I’m writing this blog post from the road – from a hotel room in Montrose, Colorado, to be exact. Thursday began a whirlwind tour of western Colorado, and I’m just about at the halfway mark, having completed stops in Durango, Silverton and Montrose, and with stops in Aspen, Glenwood Springs, and Grand Junction still to go.
I often find that traveling is an opportune time to reflect on my gluten-free diet, since I’ve left the comfort and security of my home kitchen and pantry behind. For me there’s an uncertainty to eating on the road – where will my next meal come from? Will I be able to find good gluten-free food? Or will I get sick from a contaminated meal eaten at a restaurant?
To combat such uncertainty, I’ve adopted the practice of traveling with a soft-sided cooler bag filled with GF foods. I’ve written about it before on this blog, so I won’t belabor the issue. But consider it my culinary security blanket. (Anecdotally, I also find that eating from my travel bag, and replenishing it with stops at supermarkets along the way, is cheaper, healthier, and on the whole, more enjoyable.)
As I rolled into Montrose earlier today, the community – on the face of it – didn’t strike me as one that’s particularly friendly to the gluten-free diet. I sat in my hotel room pondering dinner, and reconciling the restaurant listings in the phone book with internet searches for gluten-free dining. My search didn’t turn up much, but I did find a healthy serving of Mexican restaurants here in town.
Over time, on the average, I’ve found Mexican cuisine an agreeable way to go. Some restaurants, like Mi Casa in Breckenridge, have dedicated GF menus. At many others, it’s pretty easy to follow the GF straight and narrow with 100% corn soft tortillas, meat and veggies, and rice. That hasn’t always been the case, though. One particular instance really comes to mind…the night before a ski mountaineering race in Snowmass, when the owner of the restaurant emphatically insisted I was okay to eat the food, and that turned to be very much not the case.
I was tempted to eat at one of the local family run Mexican restaurants tonight, but part of the reason why I’m on the road is because I’m racing in The Heathen Challenge at Sunlight Mountain Resort on Sunday. It’s the first ski mountaineering race of the season for me, and I don’t fancy the idea of getting sick 48 hours before the event. In the end, rather, I decided to eat dinner at Panchero’s Mexican Grill.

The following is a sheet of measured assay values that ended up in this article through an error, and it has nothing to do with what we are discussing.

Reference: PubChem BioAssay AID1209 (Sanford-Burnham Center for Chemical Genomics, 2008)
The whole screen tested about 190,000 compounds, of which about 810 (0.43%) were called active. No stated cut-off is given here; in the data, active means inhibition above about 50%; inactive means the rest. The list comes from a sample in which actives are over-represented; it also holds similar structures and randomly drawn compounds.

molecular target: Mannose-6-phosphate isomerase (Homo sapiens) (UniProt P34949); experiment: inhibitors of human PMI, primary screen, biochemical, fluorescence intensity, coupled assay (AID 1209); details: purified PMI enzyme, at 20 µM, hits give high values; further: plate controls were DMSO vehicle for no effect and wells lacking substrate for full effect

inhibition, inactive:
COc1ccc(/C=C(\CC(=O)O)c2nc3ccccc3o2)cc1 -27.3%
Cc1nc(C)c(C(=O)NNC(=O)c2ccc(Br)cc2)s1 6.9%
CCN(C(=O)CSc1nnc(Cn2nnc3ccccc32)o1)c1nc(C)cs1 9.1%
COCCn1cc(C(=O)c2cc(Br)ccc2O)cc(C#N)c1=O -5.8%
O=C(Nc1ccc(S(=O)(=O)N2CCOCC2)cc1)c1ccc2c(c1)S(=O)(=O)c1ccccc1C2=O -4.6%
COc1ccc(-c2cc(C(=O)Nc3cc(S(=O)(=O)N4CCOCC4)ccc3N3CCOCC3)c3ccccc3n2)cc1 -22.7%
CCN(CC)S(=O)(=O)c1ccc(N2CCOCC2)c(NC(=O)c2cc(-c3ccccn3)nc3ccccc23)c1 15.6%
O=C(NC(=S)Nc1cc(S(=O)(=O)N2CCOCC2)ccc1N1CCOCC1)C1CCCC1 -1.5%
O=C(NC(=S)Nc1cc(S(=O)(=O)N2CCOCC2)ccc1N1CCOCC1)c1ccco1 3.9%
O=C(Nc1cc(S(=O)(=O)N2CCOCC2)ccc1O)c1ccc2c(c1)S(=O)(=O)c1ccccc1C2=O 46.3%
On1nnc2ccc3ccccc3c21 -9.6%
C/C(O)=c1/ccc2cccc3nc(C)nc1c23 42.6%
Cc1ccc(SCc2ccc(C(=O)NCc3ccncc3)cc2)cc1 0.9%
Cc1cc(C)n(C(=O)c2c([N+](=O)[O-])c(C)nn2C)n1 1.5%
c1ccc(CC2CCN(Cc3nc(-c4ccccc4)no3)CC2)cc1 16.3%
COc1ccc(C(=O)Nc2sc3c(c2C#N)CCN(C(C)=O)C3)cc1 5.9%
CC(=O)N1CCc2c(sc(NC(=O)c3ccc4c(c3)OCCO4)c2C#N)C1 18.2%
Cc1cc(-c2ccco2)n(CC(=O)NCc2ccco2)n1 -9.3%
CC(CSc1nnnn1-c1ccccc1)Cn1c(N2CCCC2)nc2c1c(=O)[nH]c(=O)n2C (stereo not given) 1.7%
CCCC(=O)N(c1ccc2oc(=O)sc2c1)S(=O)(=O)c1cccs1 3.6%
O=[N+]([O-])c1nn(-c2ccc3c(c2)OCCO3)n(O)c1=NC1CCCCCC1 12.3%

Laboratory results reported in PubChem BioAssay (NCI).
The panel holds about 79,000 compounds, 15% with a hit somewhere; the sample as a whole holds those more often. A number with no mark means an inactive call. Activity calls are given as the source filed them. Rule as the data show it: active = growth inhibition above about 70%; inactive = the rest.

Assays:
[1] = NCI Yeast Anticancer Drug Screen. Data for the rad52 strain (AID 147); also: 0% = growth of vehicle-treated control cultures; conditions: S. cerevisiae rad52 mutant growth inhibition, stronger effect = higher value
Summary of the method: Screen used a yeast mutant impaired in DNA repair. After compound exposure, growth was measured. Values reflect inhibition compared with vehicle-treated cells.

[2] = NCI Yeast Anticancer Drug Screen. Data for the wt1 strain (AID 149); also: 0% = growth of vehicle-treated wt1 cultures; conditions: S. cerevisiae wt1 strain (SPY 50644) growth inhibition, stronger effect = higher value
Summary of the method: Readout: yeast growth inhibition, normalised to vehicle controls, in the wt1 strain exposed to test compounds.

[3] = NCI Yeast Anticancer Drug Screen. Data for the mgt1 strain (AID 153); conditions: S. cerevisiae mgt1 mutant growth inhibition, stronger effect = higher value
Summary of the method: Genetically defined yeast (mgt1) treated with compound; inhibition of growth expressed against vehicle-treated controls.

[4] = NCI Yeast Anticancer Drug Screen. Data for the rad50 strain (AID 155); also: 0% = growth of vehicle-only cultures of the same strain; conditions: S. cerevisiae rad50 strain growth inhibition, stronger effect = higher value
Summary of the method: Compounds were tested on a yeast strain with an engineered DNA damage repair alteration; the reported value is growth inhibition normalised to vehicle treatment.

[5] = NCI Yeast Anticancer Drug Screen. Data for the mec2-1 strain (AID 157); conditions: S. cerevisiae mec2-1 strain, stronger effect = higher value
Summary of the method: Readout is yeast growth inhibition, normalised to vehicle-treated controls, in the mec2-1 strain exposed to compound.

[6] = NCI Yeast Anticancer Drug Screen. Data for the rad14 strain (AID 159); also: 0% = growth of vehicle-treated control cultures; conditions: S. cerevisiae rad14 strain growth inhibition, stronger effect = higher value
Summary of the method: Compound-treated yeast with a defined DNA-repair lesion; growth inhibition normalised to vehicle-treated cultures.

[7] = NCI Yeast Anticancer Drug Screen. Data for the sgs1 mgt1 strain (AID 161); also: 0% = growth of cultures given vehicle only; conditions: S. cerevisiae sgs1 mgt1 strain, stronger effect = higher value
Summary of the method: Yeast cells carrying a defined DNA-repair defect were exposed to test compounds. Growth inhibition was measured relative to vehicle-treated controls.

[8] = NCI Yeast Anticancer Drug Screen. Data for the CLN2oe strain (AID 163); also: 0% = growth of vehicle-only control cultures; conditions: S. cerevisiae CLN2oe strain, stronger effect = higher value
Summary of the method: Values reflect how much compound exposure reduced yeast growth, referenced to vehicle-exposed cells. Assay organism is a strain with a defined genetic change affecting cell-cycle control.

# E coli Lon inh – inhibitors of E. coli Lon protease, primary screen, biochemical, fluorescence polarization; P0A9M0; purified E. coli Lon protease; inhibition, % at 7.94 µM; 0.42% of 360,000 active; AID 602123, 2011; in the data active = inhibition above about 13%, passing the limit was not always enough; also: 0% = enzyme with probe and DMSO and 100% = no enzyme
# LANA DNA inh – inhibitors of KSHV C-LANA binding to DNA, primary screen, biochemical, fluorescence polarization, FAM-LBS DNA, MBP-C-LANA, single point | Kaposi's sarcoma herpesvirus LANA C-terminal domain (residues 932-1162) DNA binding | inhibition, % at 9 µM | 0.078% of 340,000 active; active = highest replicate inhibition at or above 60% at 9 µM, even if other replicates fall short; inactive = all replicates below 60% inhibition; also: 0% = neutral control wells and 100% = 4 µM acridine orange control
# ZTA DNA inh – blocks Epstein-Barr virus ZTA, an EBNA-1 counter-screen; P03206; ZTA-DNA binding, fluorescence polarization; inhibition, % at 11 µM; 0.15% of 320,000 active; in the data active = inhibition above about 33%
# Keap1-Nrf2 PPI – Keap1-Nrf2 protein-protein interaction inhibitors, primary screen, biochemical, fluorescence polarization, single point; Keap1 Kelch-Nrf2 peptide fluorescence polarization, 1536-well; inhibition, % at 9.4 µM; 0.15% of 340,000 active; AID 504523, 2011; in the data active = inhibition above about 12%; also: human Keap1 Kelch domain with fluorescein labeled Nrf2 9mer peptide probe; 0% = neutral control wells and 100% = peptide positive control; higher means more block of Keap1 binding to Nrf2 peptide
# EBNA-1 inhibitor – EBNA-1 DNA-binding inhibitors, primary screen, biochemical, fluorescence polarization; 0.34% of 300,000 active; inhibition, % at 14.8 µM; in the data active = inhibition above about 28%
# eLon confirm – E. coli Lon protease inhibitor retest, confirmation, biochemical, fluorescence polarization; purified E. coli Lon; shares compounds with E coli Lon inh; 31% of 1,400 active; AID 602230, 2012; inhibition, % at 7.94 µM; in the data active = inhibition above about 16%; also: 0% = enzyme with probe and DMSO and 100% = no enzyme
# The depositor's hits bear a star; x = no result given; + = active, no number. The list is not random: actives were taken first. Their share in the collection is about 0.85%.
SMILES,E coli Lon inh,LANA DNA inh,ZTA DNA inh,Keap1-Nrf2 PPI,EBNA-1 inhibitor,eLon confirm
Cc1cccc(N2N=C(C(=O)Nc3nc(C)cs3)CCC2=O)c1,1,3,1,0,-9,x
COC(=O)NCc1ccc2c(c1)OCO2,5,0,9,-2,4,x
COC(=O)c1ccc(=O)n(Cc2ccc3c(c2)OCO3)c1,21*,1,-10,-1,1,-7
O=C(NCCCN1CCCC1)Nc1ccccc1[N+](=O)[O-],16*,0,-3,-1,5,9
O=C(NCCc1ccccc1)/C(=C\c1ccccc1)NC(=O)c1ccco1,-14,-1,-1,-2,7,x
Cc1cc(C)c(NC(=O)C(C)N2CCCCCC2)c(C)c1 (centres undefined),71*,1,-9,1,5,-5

Panchero’s has locations in almost 20 states, including two restaurants on Colorado’s Western Slope (here in Montrose, and also in Grand Junction). I couldn’t believe I hadn’t heard of it before tonight! In many ways, it’s like Chipotle, serving burritos and burrito bowls with a choice of meat, rice, beans, salsas, etc. And also like Chipotle, they had a basic gluten statement on the website. Notably, almost everything on the menu at Panchero’s is gluten-free, with the exception of the tortillas and the chicken (whose marinade isn’t GF).
For my dinner this evening, I settled on a burrito bowl (of course) with Spanish rice, steak, tomato-based salsa, and a corn-cilantro-lime salsa. It was delicious, but I ate the meal with some nervousness. Unlike Chipotle, where I’ve eaten without incident oodles of times and consumed more burrito bowls than I can count (with one glaring exception of cross-contamination over the last two years), Panchero’s was virgin territory for me. And I did see potential for cross-contamination with how the ingredients were handled and prepared.
Enough time has passed this evening that I know I’m in the clear and in all likelihood won’t get sick, but I do have the distinct feeling of having dodged a bullet. My recommendation to you: Panchero’s is a realistic option for good GF Mexican food in the Chipotle style, but while you’re waiting in line behind the customers ahead of you, watch how the burritos are prepared, and judge for yourself the potential for cross-contamination. If in doubt, it might be prudent to bow out.